I have a confession to make: I love digital marketing conferences.
The sun was out and it felt like a homecoming of sorts with many of my familiar peers in attendance. The scene was set at the iconic Canada Place in downtown Vancouver. With five esteemed guests slated to speak, the potential was there for a day chock-full of digital marketing goodness. Of course, when your audience is comprised of natural born communicators who disseminate information for a living, the expectations are bound to be pretty high. The Art of Marketing promised cutting edge thinking on today’s most critical marketing issues. I’m happy to report, it didn’t disappoint.
The first speaker up was Dr. Robert Cialdini, New York Times bestselling author, and renowned expert on influence and negotiation in the business arena. He described the six principles of social influence used to increase the probability of people saying ‘yes’ to your marketing initiatives.
- Reciprocation (people say ‘yes’ to people they feel they owe)
- Liking (establishing a common rapport is key)
- Consistency (establishes trust)
- Scarcity (people always want what there is less of)
- Authority (reduces uncertainty)
- Consensus (people tend to follow the majority)
His talk delivered a number of takeaways, including the notion that you shouldn’t be afraid to lead with your product’s weakness (see Buckley’s and their horrible tasting cough syrup for inspiration).
Author, entrepreneur and educator Nir Eyal was up next. He had the audience considering how to develop positive habits within their customer base. He pointed out that technologies like Facebook and Instagram are becoming the cigarettes of our collective behaviour. Habits can actually enhance people’s lives and assist in discovering meaning. In designing the hooks and triggers that prompt action and investment, Eyal endorsed building the change you wish to see in the world.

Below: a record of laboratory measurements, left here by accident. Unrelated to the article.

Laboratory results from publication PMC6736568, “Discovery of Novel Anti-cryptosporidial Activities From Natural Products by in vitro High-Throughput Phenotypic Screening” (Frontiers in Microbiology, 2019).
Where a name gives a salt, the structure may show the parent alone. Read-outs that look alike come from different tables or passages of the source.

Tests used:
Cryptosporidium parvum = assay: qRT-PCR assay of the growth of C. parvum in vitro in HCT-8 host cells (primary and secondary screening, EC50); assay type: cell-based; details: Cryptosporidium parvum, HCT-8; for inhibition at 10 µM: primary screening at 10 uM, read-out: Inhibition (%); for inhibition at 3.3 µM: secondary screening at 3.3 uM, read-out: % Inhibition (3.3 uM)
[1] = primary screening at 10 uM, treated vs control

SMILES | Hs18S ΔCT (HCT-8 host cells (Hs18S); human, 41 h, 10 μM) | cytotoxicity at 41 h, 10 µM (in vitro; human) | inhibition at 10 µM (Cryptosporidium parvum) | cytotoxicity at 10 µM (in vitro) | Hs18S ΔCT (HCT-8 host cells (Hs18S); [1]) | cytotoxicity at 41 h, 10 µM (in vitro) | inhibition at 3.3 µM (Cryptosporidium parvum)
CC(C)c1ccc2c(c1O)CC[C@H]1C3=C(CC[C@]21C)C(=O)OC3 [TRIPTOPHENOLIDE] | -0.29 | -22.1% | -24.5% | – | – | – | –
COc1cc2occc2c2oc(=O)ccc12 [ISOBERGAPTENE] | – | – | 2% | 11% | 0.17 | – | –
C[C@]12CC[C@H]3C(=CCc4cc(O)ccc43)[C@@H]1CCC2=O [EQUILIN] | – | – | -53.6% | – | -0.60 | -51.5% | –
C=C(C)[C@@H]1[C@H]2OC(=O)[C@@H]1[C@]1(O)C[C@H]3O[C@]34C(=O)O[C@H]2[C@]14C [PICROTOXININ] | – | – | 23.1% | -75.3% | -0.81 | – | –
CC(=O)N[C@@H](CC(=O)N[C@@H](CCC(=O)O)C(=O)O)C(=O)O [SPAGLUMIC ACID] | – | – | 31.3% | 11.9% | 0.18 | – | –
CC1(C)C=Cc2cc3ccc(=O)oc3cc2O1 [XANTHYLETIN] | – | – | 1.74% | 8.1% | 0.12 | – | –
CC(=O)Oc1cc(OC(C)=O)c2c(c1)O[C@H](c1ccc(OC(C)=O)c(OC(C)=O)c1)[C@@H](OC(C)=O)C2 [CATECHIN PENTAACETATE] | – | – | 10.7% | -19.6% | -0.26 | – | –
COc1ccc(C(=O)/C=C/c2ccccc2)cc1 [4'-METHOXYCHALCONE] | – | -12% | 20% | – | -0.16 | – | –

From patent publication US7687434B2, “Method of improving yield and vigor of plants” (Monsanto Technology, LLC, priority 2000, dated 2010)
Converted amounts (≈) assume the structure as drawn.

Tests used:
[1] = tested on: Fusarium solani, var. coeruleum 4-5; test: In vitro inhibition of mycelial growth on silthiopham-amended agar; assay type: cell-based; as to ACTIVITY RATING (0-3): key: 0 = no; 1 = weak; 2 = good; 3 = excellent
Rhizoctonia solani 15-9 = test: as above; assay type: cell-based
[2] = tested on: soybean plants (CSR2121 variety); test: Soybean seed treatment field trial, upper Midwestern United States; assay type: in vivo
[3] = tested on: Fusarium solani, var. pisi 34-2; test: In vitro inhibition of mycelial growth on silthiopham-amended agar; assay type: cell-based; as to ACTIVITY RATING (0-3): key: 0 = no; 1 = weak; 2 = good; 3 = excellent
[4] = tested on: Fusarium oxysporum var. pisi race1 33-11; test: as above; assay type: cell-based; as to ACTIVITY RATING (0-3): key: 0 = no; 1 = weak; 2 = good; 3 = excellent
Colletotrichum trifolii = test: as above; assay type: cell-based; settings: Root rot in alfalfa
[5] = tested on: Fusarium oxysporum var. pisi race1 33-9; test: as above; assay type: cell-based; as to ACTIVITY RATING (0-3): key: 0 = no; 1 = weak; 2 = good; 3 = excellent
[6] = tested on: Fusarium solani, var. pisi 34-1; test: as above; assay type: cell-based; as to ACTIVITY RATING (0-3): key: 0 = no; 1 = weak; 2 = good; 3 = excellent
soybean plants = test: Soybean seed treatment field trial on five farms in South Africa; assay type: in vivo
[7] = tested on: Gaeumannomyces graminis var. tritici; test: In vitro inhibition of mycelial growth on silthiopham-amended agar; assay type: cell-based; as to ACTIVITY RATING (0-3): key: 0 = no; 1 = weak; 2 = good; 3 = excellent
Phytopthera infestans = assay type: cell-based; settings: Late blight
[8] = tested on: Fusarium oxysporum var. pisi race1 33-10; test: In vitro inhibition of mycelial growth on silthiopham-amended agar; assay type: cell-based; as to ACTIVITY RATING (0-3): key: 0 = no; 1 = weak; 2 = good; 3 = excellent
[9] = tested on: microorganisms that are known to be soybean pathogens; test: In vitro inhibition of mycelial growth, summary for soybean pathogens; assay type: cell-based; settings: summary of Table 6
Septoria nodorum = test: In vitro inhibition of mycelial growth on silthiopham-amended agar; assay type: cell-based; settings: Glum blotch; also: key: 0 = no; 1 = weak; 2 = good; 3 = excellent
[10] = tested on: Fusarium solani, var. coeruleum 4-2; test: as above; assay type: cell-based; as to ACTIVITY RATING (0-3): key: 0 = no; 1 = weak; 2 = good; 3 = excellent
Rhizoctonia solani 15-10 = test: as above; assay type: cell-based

It came as no surprise that celebrated author of the Desire Hunter and marketing detective Martin Lindstrom came prepared with a bevy of thoughts on the topic of branding through emotion. He emphasized that emotional connection is key in fostering the instincts so heavily relied on by consumers. I was inspired by Lindstrom’s focus on looking for clues, listening to the consumer and pairing your ‘small data’ findings with ‘big data’. He showed us a number of powerful examples where he was able to do this, which resulted in record breaking outcomes.
Author and consultant Jackie Huba connected with all the Lady Gaga fans in attendance by discussing the famed pop songstress’ savvy digital marketing efforts and the resulting legion of loyal fans around the world.
Standford Graduate of Business Professor—and yes, New York Times Bestselling author—Chip Heath ended the day with an incisive talk about improving business decisions through better processes. He offered the following 4 points to help work through good decision making: 1. Widen your options, 2. Reality time your assumptions, 3. Attain some distance, 4. Prepare to be wrong. In a day dedicated to uber-marketing strategies, Mr. Heath concluded things wonderfully.
As a marketing professional at our busy Vancouver web design and digital marketing agency, Forge and Smith, it is all too easy to get caught up in those client-centric bubbles we sometimes create for ourselves. It’s nice to step back on occasion to convene with like-minded individuals, to hear first hand from industry leaders, and to reacquire that one thing all marketers thrive on: perspective.
For more information on future conferences, visit www.theartof.com.